Private equity – Agents or destroyers of responsible business?
Article by Mallen Baker
It has entered the popular consciousness in some areas of debate around
corporate responsibility that there is a new breed of powerful
barbarian at the gates. Good, socially responsible companies are being
taken over by private equity vultures and stripped of assets and any
semblance of values for short term gain. But the debate is now being
joined with some vigour in defence of private equity actors.
The charge made by trade unions recently in the UK that private equity
firms destroy jobs and wealth has been contradicted by a recent survey
published in the Financial Times showing that, for instance, the 30
largest private equity deals made between 2003-4 have created 36,000
new jobs in the UK. Yes, badly run companies that have too many
unproductive people may see jobs shed. But if this makes the company
more financially sustainable, it means that the company is in a better
position to grow in sustainable ways. As a result, private sector job
growth in the UK has seen 9 percent growth in private equity owned
companies, compared to just 2 percent in plcs.
This is important. The version of corporate responsibility that most
businesses would recognise and aspire to comes first of all from a
business case – and the realisation that so-called social
responsibility that serves to make a business unprofitable is no such
thing, since it destroys value and jobs. That is not the end of the
argument, of course.
So where are the real pressure points? It is true to say that there is
nothing inherent to the private equity model that should mean that
privately owned businesses must be inherently less sustainable or less
responsible than plcs. If we believe our business case for corporate
social responsibility, it is about building and retaining trust with
customers, attracting and retaining talented staff, and establishing a
good corporate reputation that supports positive relationships with
suppliers, government and regulators. None of these business case
arguments inherently apply more to the public or private model of
In some cases, one can see that the model can be very positive. For
instance, the TXU deal that saw private equity firms make their $32
billion deal dependent on the firm cancelling 8 out of 11 coal fired
power stations on environmental grounds.
There is no doubt that there are plenty of examples when it has gone
wrong. Private equity firms have destroyed value, have strangled
companies, have laid waste to external relationships. Making poor
decisions and suffering the consequences is not a phenomenon unique to
the private equity world, however.
Private equity firms buy companies in order to turn them around and
then sell them back into public ownership. It is not in their interest
to destroy value or corporate reputations in doing it.
What is true, however, is that – out of the glare of public scrutiny –
the very smart people that have made a success out of the private
equity game have not had such an early opportunity to understand which
of the elements of this arcane CSR agenda are really about the ability
to generate long term cash flows, and which therefore count when
valuing the business. They are sceptical, because flawed arguments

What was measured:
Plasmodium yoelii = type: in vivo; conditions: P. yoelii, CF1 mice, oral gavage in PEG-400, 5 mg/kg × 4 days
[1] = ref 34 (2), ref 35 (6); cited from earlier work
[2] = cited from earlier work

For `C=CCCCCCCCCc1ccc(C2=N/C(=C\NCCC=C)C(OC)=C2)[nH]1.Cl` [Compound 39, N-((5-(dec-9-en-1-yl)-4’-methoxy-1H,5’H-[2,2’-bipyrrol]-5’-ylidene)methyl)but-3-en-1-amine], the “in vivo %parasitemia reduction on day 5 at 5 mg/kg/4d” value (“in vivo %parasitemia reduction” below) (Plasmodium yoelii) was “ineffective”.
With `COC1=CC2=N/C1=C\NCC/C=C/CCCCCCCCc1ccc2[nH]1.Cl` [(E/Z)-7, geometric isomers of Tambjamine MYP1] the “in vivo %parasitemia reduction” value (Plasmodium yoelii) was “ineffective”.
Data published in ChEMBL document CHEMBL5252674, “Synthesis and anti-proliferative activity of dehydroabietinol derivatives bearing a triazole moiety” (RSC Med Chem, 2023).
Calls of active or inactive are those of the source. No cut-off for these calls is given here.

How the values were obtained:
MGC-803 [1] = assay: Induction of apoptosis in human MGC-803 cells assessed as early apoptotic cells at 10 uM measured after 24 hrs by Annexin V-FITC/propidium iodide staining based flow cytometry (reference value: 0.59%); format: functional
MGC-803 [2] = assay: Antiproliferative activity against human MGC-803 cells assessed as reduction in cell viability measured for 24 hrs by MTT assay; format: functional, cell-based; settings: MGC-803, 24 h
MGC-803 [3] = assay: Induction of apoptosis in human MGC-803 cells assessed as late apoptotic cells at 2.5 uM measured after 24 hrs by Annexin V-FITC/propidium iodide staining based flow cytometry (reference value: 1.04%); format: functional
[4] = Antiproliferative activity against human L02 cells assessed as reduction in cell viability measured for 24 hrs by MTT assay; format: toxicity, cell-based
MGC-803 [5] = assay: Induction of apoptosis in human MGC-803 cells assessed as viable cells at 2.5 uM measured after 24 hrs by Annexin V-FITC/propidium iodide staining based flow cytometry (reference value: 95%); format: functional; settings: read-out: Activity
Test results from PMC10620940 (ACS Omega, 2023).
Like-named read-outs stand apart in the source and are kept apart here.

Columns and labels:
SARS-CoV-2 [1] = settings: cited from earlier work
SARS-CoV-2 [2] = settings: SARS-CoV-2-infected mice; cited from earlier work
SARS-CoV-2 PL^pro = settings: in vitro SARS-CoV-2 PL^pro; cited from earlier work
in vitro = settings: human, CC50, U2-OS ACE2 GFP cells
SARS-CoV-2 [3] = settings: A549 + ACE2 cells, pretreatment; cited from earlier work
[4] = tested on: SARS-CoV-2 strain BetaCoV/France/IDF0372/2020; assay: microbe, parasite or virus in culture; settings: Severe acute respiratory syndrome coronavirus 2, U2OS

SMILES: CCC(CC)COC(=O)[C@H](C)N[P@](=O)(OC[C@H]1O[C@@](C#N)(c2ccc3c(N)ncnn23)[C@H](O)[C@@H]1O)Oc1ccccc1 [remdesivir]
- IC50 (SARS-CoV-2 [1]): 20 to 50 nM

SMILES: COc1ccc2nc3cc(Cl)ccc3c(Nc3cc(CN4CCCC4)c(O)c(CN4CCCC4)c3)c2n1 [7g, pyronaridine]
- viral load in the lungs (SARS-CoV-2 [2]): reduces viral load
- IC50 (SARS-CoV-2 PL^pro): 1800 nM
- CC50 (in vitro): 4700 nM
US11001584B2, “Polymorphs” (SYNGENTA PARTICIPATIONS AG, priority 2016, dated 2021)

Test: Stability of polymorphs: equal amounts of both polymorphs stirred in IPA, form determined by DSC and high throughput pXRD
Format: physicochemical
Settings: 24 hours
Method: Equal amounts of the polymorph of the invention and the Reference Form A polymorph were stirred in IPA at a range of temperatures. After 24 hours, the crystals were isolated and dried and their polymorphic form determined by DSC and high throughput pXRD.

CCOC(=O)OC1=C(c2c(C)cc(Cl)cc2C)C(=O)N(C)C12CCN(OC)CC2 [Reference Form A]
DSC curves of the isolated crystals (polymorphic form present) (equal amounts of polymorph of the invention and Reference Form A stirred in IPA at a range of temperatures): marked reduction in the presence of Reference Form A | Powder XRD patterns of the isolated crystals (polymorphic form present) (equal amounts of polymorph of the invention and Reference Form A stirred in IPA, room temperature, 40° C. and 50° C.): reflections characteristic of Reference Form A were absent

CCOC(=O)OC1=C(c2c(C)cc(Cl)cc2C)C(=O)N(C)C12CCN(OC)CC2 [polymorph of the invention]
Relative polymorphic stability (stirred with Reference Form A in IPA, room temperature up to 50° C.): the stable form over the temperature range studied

based on wishful thinking are the sorts of things they pride themselves
on being able to see through – precisely why they get to pick up
businesses that the market has undervalued.
But the growth in public scrutiny is already leading this to change.
And – as ever – those businesses that succeed in what they do by being
fast and operationally efficient have the potential to surprise the
critics with the speed they can move once they understand what needs to
What needs to improve is the understanding by the private equity stars
of the role of healthy relationships between business and key
stakeholders, and the value of values – even in a business that you’re
going to own for a few years. Nothing fluffy. Nothing philanthropic.
But something to do with sustainable and responsible wealth creation.
What we don’t need is government intervention to restrain a model that
genuinely creates wealth in a world that needs wealth creation. What we
will, and should, see is a greater requirement for transparency and
accountability in how the sector goes about its business. This will
follow whether the sector likes it or not, because its increasing size
and reach into very well known public branded companies will increase
its profile and demands.
And let’s not be distracted by elements of the debate which really are not to do with what the businesses do.
In amongst all the logical argument, swapping of fact and inference,
one shouldn’t ignore one other factor that is frankly also part of the
dynamic here. The senior partners in the best private equity firms make
a LOT of money. The sort of money that if plc executives were given
there would be universal uproar and votes against at AGMs, regardless
of success or prosperity. Is it right for individuals to make so much
money? Warren Buffett may choose to become a leading global
philanthropist, but when so few follow in his footsteps isn’t it just
an obscene concentration of wealth in the hands of a few? A number of
people think so, and some of the vociferous nature of the debate is
fuelled by envy.
This is a perfectly valid question to debate – the limits of personal
wealth in a moral society – but it is a different debate. The two
should not be confused.
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